Legends Of The Gods The Egyptian Texts, edited with Translations

Page: 66

[FN#216] Mesqet was originally the name of the bull's skin in which the deceased was wrapped in order to secure for him the now life; later the name was applied to the Other World generally. {See Book of the Dead, Chap. xvii. 121.}

[FN#217] The Bennu who kept the book of destiny. See Book of the Dead,
Chap. xvii. 25.

[FN#218] These are the balsam-trees for which Heliopolis has been always famous. They are described by Wansleben, L'Histoire de l'Eglise, pp. 88-93, and by 'Abd al-Latif (ed. de Sacy), p. 88.

[FN#219] The Abtu and Ant Fishes swam before the Boat of Ra and guided it.

[FN#220] This is the Cat who lived by the Persea tree in Heliopolis.
See Book of the Dead, Chap. xvii. 18.

[FN#221] A hippopotamus goddess.

[Here the narrative is interrupted by the following texts:]

[I am] he who rolleth up into the sky, and who goeth down (i.e., setteth) in the Tuat, whose form is in the House of height, through whom when he openeth his Eye the light cometh into being, and when he closeth his Eye it becometh night. [I am] the Water-god Het when he giveth commands, whose name is unknown to the gods. I illumine the Two Lands, night betaketh itself to flight, and I shine by day and by night.[FN#222] I am the Bull of Bakha[FN#223], and the Lion of Manu[FN#224]. I am he who traverseth the heavens by day and by night without being repulsed. I have come 85 by reason of the voice (or, cry) of the son of Isis. Verily the blind serpent Na hath bitten the Bull. O thou poison which floweth through every member of him that is under the knife, come forth, I charge thee, upon the ground. Behold, he that is under the knife shall not be bitten. Thou art Menu, the Lord of Coptos, the child of the White Shat[FN#225] which is in Anu (Heliopolis), which was bitten [by a reptile]. O Menu, Lord of Coptos, give thou air unto him that is under the knife; and air shall be given to thee. Hail, divine father and minister of the god Nebun, [called] Mer-Tem, son of the divine father and minister of the god Nebun, scribe of the Water-god Het, [called] Ankh-Semptek (sic), son of the lady of the house Tent-Het-nub! He restored this inscription after he had found it in a ruined state in the Temple of Osiris-Mnevis, because he wished to make to live her name . . . . . . . . . . and to give air unto him that is under [the knife], and to give life unto the ancestors of all the gods. And his Lord Osiris-Mnevis shall make long his life with happiness of heart, [and shall give him] a beautiful burial after [attaining to] an old age, because of what he hath done for the Temple of Osiris-Mnevis.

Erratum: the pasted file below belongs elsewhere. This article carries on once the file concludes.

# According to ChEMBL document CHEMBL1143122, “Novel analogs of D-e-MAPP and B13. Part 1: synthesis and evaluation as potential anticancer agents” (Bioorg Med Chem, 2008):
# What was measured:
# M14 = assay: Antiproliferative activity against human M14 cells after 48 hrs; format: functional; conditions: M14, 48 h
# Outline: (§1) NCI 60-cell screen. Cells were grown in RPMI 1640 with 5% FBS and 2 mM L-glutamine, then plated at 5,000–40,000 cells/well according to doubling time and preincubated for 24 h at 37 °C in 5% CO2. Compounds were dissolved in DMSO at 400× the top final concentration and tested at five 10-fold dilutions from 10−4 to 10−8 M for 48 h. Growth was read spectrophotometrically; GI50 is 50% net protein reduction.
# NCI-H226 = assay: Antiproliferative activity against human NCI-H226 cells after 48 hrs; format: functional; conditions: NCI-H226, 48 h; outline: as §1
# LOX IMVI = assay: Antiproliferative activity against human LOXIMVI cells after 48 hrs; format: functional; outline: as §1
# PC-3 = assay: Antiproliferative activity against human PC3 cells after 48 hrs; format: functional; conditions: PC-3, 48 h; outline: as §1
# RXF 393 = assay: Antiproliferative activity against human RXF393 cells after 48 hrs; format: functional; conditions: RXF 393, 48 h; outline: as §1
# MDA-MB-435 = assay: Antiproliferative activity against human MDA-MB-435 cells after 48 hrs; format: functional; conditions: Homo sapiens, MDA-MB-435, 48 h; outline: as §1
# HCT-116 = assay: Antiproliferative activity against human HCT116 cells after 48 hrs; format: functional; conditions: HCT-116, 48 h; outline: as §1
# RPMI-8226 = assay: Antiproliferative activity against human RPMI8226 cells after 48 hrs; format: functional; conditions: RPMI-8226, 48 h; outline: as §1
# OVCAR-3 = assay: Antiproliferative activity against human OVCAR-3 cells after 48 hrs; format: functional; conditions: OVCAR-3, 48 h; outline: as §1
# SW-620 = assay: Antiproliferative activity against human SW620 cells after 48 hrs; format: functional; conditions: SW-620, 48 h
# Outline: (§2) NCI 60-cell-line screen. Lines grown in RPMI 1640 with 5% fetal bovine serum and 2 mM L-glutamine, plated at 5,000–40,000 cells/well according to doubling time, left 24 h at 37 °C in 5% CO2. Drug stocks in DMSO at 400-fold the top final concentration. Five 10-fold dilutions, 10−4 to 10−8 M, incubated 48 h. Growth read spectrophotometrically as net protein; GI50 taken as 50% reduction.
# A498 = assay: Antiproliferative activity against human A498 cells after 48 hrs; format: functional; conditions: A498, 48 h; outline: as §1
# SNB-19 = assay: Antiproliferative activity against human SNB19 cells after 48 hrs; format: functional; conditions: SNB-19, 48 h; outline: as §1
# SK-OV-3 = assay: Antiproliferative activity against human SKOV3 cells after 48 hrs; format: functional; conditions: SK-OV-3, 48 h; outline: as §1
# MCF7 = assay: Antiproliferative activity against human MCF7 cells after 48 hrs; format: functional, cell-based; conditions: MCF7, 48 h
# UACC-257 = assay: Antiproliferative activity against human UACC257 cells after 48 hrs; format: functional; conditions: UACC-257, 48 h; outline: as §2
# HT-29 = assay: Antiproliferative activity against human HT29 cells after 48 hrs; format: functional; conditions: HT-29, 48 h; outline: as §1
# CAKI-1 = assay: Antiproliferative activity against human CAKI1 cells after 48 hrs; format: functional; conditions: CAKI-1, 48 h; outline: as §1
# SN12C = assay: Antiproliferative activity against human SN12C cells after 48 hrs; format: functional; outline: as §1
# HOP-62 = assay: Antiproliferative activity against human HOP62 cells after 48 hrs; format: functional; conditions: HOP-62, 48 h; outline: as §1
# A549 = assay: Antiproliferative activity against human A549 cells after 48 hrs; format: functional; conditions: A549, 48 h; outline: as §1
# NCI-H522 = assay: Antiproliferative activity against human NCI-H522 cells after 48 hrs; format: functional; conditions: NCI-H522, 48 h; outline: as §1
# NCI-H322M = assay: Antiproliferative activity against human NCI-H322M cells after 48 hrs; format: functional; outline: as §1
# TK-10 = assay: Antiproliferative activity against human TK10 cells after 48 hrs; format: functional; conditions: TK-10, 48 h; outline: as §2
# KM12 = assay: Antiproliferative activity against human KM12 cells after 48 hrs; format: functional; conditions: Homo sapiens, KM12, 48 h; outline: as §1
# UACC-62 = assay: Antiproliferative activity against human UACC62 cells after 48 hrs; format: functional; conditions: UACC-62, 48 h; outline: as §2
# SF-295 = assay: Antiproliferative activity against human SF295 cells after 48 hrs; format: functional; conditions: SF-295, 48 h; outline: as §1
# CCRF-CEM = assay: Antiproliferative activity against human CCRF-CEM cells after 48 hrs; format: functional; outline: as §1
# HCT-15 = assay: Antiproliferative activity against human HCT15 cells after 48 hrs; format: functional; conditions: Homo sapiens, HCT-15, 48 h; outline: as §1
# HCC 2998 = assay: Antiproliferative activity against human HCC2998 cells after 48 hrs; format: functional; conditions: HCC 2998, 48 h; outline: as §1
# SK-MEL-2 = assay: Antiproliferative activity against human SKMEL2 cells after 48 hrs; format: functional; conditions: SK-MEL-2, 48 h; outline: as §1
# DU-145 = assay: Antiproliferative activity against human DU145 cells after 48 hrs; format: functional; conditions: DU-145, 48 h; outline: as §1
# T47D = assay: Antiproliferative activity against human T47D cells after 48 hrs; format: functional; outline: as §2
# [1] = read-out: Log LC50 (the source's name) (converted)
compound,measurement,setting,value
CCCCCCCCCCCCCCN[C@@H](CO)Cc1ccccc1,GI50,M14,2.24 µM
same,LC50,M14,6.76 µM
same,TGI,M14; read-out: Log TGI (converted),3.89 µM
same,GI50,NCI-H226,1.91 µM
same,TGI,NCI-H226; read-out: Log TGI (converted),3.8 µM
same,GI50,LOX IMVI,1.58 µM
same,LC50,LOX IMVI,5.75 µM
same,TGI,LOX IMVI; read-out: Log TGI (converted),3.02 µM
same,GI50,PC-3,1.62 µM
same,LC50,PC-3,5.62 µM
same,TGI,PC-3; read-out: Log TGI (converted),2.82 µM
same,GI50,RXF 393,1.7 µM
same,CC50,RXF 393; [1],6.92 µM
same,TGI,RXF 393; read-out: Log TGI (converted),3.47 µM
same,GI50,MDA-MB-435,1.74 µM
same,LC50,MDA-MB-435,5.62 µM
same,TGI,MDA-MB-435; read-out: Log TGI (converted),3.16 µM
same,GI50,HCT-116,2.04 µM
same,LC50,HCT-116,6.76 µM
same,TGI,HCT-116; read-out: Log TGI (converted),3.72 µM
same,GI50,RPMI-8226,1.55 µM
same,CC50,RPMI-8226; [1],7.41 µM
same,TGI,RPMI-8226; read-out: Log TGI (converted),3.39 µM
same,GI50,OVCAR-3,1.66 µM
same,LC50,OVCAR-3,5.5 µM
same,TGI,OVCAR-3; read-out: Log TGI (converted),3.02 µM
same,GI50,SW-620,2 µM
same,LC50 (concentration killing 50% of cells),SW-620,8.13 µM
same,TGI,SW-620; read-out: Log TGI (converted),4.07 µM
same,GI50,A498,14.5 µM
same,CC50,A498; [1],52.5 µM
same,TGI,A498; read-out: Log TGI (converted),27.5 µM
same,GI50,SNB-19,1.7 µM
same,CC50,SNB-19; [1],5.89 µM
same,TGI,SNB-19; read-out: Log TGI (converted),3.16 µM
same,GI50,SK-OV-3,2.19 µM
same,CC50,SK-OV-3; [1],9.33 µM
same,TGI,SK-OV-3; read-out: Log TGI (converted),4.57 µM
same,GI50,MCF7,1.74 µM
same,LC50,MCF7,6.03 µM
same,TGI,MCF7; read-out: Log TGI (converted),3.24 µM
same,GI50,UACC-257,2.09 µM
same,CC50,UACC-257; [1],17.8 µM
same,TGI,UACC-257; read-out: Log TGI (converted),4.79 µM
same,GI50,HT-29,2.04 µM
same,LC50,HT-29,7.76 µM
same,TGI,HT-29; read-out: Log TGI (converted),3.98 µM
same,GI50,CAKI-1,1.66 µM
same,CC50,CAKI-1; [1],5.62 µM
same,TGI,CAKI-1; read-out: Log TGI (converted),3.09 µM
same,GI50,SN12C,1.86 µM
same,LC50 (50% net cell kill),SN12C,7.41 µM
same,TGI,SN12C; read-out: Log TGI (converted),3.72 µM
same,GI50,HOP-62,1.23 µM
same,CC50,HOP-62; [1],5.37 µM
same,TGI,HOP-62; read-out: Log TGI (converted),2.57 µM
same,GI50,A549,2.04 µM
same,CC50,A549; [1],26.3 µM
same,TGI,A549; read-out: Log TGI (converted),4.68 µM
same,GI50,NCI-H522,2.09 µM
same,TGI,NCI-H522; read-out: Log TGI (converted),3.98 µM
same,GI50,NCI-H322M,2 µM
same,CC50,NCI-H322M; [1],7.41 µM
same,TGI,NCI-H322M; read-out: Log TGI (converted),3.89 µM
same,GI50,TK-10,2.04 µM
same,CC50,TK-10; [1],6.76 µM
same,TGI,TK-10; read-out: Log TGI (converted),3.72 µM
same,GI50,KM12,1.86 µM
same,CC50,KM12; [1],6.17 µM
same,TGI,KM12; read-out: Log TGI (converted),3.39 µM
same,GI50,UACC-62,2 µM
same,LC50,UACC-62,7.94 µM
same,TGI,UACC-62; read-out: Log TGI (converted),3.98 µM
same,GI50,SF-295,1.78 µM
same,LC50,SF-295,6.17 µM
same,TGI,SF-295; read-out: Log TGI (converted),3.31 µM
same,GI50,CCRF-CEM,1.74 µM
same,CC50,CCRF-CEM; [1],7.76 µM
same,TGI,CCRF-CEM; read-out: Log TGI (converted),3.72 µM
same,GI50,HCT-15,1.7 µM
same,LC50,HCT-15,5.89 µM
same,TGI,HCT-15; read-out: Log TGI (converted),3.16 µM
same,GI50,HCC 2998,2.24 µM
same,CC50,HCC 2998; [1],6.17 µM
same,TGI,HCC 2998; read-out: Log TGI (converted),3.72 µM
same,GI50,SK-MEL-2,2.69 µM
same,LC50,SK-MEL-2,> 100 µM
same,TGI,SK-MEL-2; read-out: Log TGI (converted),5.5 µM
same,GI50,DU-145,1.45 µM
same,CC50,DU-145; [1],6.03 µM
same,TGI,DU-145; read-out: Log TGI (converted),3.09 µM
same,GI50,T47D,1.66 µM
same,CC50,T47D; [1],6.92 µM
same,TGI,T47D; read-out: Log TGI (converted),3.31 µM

[FN#222] i.e., always.

[FN#223] The land of the sunrise, the East.

[FN#224] The land of the sunset, the West.

[FN#225] Perhaps an animal of the Lynx class.